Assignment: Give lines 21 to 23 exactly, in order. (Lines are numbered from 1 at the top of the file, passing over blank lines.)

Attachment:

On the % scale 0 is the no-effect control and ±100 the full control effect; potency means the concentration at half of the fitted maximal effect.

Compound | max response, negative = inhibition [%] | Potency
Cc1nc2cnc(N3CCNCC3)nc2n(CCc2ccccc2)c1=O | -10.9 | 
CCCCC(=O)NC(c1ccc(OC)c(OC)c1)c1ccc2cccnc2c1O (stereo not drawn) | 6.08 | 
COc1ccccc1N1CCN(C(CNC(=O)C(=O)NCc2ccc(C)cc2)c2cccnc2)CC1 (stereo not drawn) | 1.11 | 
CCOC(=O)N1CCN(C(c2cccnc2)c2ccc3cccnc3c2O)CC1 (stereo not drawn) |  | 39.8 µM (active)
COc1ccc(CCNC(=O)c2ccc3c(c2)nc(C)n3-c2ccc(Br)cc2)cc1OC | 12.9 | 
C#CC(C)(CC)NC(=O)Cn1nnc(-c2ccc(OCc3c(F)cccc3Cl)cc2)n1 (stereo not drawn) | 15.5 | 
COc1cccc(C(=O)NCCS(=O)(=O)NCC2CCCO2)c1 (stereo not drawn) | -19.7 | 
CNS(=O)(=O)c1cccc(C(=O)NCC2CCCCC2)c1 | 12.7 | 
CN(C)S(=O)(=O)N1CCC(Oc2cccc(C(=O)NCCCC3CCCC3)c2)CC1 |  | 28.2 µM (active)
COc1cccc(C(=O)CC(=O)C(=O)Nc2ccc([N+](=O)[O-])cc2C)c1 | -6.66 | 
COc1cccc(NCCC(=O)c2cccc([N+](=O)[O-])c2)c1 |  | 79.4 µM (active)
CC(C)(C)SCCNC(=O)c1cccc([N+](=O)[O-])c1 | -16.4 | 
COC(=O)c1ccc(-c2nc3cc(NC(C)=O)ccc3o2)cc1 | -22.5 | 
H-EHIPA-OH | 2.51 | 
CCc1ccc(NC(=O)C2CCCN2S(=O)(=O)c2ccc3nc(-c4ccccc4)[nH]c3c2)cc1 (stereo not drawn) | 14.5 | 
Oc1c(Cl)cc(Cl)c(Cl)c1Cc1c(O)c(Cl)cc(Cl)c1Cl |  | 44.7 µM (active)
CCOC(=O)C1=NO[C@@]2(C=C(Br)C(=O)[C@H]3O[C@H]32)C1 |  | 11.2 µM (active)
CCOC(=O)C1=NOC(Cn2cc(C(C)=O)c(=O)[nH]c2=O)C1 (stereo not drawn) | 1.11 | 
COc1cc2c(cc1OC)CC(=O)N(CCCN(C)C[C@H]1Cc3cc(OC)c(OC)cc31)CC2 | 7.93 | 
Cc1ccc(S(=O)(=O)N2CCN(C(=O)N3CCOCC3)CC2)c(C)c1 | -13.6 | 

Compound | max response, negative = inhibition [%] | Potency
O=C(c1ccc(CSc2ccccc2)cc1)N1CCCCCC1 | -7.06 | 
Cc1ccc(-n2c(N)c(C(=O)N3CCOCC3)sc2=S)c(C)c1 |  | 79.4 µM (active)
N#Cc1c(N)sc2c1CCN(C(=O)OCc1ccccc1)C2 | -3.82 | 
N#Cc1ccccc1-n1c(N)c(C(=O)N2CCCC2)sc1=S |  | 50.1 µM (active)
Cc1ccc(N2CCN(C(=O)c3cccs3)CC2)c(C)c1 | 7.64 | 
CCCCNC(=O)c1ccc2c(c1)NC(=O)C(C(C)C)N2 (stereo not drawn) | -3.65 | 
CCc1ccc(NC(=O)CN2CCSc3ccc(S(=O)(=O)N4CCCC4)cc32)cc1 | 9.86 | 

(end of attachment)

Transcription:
COc1cc2c(cc1OC)CC(=O)N(CCCN(C)C[C@H]1Cc3cc(OC)c(OC)cc31)CC2 | 7.93 | 
Cc1ccc(S(=O)(=O)N2CCN(C(=O)N3CCOCC3)CC2)c(C)c1 | -13.6 | 

Compound | max response, negative = inhibition [%] | Potency